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REGGIO CALABRIA (anc. Regium, q.v.)

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Originally appearing in Volume V23, Page 39 of the 1911 Encyclopedia Britannica.
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REGGIO CALABRIA (anc. Regium, q.v.), a town and archiepiscopal see of Calabria, Italy, capital of the province of Reggio, on the Strait of Messina, 248 M. S.S.E. from Naples by rail. Pop. (1906) 39,941 (town); 48,362 (commune). It is the terminus of the railways from Naples along the west coast, and from Metaponto along the east coast of Calabria. The straits are here about 7 in. wide, and the distance to Messina nearly 10 m. The ferryboats to Messina therefore cross by preference from Villa S. Giovanni, 8 m. N. of Reggio, whence the distance is only 5 M. In 1894 the town suffered from an earthquake, though less severely than in 1783. It was totally destroyed, however, by the great earthquake of December 1908; in the centre of the town about 35,000 out of 40,000 persons perished. The cathedral, which dated from the 17th century, and the ancient castle which rose above it, were wrecked. Great damage was done by a seismic wave following the shock. The sea front was swept away, and the level of the land hereabouts was lowered. (See further MESSINA.) with six others being imprisoned for life. The ten who were executed at Charing Cross or Tyburn, London, in October 166o, were Thomas Harrison, John Jones, Adrian Scrope, John Carew, Thomas Scot, and Gregory Clement, who had signed the death-warrant ; the preacher Hugh Peters; Francis Hacker and Daniel Axtel, who commanded the soldiers at the trial and the execution of the king; and John Cook, the solicitor who directed the prosecution. In January 1661 the bodies of Cromwell, Ireton, and Bradshaw were exhumed and hanged at Tyburn, but Pride's does not appear to have been treated in this way. Of the nineteen or twenty regicides who had escaped and were living abroad, three, Sir John Barkstead, John Okey and Miles Corbet, were arrested in Holland and executed in London in April 1662; and one, John Lisle, was murdered at Lausanne. The last survivor of the regicides was probably Edmund Ludlow, who died at Vevey in 1692. Ludlow's Memoirs, edited by C. H. Firth (Oxford, 1894), give interesting details about the regicides in exile. See also D. Masson, Life of Milton, vol. vi. (188o), and M. Noble, Lives of the English Regicides (1798). (A. W. H.*)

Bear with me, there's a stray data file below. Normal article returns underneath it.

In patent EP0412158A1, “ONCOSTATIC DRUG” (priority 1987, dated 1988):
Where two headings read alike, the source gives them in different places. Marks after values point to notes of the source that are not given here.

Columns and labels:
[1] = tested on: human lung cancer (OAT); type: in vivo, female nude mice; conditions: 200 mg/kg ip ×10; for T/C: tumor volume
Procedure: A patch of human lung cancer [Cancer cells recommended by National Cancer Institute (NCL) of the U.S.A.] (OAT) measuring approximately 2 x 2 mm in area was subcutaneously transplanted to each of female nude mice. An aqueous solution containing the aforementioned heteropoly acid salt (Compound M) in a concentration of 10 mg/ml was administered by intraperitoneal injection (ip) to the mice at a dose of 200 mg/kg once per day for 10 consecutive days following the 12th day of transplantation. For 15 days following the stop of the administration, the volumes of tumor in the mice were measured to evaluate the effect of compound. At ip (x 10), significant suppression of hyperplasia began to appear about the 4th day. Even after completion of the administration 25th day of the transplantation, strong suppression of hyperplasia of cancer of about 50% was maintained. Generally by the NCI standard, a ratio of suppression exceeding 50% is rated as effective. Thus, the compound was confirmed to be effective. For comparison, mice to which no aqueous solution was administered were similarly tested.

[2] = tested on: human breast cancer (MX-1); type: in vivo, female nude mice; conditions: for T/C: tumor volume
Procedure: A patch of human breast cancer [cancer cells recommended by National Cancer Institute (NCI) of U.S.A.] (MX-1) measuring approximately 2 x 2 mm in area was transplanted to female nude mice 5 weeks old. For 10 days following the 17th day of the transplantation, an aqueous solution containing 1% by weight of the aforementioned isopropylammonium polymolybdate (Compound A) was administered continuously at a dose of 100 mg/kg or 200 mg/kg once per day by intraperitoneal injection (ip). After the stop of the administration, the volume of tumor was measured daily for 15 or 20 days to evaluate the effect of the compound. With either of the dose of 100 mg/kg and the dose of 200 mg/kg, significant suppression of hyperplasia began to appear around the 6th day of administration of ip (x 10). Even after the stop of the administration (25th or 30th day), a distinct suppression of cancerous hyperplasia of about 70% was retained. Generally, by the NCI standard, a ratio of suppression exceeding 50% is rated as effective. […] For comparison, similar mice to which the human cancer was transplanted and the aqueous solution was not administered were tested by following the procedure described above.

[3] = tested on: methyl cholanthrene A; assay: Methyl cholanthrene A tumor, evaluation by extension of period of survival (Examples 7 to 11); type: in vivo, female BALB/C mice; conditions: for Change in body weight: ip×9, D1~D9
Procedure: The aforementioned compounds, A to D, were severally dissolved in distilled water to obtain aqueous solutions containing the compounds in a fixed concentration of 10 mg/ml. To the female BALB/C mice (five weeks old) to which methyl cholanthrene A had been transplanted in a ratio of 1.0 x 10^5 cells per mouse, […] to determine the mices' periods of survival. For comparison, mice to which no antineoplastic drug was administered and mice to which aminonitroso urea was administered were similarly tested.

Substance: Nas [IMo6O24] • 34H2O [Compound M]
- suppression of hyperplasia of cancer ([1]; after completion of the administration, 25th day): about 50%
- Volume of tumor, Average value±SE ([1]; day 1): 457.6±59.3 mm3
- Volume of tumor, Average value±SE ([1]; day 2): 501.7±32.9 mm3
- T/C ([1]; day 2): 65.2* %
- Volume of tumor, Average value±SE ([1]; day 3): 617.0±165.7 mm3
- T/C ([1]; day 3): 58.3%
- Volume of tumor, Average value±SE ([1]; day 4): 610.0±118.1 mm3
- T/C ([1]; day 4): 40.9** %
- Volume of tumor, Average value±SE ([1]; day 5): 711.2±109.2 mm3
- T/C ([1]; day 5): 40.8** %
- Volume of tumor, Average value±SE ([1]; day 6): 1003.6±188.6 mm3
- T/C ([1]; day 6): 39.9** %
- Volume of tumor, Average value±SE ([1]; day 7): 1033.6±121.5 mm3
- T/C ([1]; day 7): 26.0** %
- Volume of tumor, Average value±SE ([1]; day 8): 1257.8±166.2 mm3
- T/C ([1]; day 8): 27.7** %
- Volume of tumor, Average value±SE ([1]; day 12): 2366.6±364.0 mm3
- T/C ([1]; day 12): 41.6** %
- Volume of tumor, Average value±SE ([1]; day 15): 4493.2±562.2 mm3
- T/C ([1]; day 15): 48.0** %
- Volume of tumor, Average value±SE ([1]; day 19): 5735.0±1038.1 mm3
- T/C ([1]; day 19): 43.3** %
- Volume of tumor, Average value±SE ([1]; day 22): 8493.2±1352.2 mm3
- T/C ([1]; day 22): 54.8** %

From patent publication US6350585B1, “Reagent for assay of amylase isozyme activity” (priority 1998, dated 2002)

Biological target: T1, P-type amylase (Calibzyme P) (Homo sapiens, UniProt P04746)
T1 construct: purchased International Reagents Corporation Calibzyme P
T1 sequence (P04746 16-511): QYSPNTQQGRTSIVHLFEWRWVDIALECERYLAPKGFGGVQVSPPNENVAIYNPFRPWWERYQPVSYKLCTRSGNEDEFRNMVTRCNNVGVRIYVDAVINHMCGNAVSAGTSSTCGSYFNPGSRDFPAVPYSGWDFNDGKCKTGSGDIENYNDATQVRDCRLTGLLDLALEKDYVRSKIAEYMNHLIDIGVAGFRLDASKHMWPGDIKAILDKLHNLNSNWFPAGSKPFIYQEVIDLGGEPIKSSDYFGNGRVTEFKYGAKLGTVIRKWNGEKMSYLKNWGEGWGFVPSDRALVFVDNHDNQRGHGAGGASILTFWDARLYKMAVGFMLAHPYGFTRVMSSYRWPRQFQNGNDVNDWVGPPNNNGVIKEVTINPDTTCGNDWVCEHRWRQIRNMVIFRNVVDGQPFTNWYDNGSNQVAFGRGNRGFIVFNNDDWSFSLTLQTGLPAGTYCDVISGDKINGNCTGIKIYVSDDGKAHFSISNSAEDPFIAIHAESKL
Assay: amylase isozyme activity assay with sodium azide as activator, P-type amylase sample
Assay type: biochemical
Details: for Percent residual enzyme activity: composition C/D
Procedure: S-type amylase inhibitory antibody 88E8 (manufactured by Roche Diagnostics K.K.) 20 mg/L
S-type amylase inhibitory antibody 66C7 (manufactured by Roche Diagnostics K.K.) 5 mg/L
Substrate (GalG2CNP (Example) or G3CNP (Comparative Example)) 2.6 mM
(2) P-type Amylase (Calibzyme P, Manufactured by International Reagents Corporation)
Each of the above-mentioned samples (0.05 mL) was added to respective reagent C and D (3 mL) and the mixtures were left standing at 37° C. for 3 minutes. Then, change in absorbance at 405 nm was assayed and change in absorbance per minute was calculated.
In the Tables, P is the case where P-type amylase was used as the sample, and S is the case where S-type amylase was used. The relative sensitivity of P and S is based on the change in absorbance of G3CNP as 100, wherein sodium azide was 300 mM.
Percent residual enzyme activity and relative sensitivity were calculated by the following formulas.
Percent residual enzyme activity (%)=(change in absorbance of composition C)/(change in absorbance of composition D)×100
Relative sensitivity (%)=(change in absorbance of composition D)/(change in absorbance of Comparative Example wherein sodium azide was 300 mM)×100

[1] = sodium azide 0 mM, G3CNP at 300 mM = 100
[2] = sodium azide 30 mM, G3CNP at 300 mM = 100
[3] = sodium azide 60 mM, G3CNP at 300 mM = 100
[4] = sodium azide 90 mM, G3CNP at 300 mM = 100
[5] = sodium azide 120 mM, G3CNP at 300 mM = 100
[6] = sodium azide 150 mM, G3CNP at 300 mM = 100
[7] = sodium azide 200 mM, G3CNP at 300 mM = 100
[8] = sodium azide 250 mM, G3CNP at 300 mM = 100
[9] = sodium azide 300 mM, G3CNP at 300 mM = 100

End of Article: REGGIO CALABRIA (anc. Regium, q.v.)
REGENT (from Lat. regere, to rule)
REGICIDE (Lat. rex, a king, and caedere, to kill)

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